It has been nearly a month since the new Liberal government took office, and it's already bringing some notable changes for Indigenous peoples.
On social media, some victims’ families say they have already been contacted directly by MP Carolyn Bennett, now at the helm of the renamed ministry of Indigenous Affairs and Northern Development.
While the Liberal party was in opposition, Bennett served as critic for Aboriginal Affairs and was often seen at meetings and gatherings of Indigenous people, including memorial marches for the missing and murdered.
That consultation has begun on a national inquiry so soon after the October 19th federal election signals for many a distinct change in how the federal government interacts with Indigenous peoples.
Prior to the swearing-in of the new government, there was even widespread speculation that Trudeau would appoint an Indigenous person to Indigenous Affairs, a move that would have been historic.
The swearing-in ceremony, held at Rideau Hall, had numerous nods to Indigenous peoples, including two young Inuit throat singers, First Nations drummers and dancers, as well as Métis jigging. There was also an acknowledgement that the ceremony was taking place in the territory of the Algonquin people.
Since the federal election, two Indigenous MPs have been appointed to cabinet and Aboriginal Affairs and Northern Development has been renamed to Indigenous and Northern Affairs.
For many, these mark a good start in the right direction — and a distinct change in tone from the defeated Conservative government.
Indigenous cabinet members
Recently, Trudeau delivered 30 ministerial mandate letters to his new cabinet. These letters outline the government's commitment and provide a framework for each minister.
"Today we are demonstrating that real change in government is possible," said Prime Minister Trudeau in a statement on the government's website. "For the first time in our country's history, we are making these letters public, so Canadians can hold us accountable to deliver on our commitments. We are ushering in a new era of openness and transparency in Canada."
Among the cabinet ministers receiving these marching orders are two high-profile Indigenous MPs.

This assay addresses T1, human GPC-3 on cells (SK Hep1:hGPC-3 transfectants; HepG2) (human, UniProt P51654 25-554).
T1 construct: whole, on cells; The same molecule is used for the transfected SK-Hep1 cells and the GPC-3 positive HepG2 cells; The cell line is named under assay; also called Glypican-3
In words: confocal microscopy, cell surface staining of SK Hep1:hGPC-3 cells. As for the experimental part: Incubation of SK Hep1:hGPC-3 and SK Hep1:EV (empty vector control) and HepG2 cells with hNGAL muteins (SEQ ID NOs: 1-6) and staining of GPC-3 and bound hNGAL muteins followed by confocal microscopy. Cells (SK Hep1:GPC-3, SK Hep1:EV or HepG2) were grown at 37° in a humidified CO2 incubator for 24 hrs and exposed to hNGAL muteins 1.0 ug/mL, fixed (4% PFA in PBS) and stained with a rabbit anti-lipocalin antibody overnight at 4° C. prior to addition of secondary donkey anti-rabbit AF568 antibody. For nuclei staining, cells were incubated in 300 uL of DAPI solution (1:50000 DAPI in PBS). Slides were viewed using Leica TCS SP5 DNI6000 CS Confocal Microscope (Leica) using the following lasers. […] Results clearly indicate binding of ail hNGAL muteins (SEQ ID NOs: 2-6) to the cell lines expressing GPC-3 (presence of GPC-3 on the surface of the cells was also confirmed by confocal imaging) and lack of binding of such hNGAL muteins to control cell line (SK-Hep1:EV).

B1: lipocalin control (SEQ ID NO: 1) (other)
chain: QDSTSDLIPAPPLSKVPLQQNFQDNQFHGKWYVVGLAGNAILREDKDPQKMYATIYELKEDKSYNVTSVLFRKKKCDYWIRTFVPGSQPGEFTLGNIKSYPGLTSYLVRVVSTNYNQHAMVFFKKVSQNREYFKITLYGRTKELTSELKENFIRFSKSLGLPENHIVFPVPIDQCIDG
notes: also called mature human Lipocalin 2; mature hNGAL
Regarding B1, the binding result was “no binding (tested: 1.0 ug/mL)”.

Jody Wilson-Raybould has been named minister of justice and attorney general. Wilson is a longtime First Nation leader who sat as regional chief for the Assembly of First Nations in B.C. and is a former crown prosecutor.
Perry Bellegarde, national chief of the Assembly of First Nations, welcomed Wilson-Raybould's appointment, calling it a "powerful acknowledgement of First Nations peoples."
Hunter Tootoo has been named minister of fisheries, oceans and the Canadian coast guard. Tootoo, who defeated Conservative Leona Aglukkaq in the Nunavut riding, also becomes the second Inuk cabinet minister in Canadian history.
"Having an Inuk in this foundational portfolio is an excellent step for Canada," said Natan Obed, president of the Inuit Tapiriit Kanatami. "I hope to build collaboratively with him to ensure a strong, national Inuit voice so that our communities can thrive."
Indigenous affairs post
Indigenous and Northern Affairs Canada now has MP Carolyn Bennett at the helm. While the Liberal party was in opposition, Bennett served as Aboriginal affairs critic and was often seen at gatherings of Indigenous people.
Prior to the swearing-in, there was widespread speculation that Trudeau would appoint an Indigenous person to that post, a move that would have been historic.
During Trudeau's campaign, a slough of promises were made not only to Canadians, but also to Indigenous people in particular — everything from lifting the two per cent cap on funding for programs and services, to dedicating $2.6 billion over four years for education, to holding a national inquiry into missing and murdered Indigenous women and girls, to implementing the Truth and Reconciliation Commission's 94 recommendations. There was also a pledge to review all legislation imposed by the Harper government upon Indigenous peoples.
Trudeau also said he will take a closer look at questionable legislation such as the First Nations Financial Transparency Act and the Safe Drinking Water for First Nations Act.
Trudeau plans to meet with leaders from the five national Indigenous organizations by the end of the year. These organizations are the Assembly of First Nations, Native Women's Association of Canada, Congress of Aboriginal Peoples, Inuit Tapiriit Kanatami, and Métis National Council.
Bennett recently stated that the government would likely hold the meeting around the same time the TRC tables its final report, expected on Dec. 15. Bennett said Trudeau is committed to meet with the political leadership at least once a year.
After years of the Conservative government denying calls for a national inquiry into missing and murdered Indigenous women and girls, Bennett has said that consultations with victims' families will begin within weeks. This week in an interview with the Globe and Mail she said that “the government hopes the inquiry will be under way by the summer, if not sooner.”
In another recent interview, Wilson-Raybould said she will be working with Minister Bennett and Patty Hajdu, the minister of Status of Women, to tackle the issue, and most importantly with the families of the missing and murdered.
But the changes in tone aren't just limited to members of the Liberal party.
Rona Ambrose, the interim leader of the Conservative Party, surprised many when she told CBC host Rosemary Barton that she'll support a national inquiry.
While these very first steps by the Liberal government are being received as a welcome change in tone, it remains to be seen over the coming years whether it will amount to the renewed nation-to-nation relationship that Trudeau promised during the election.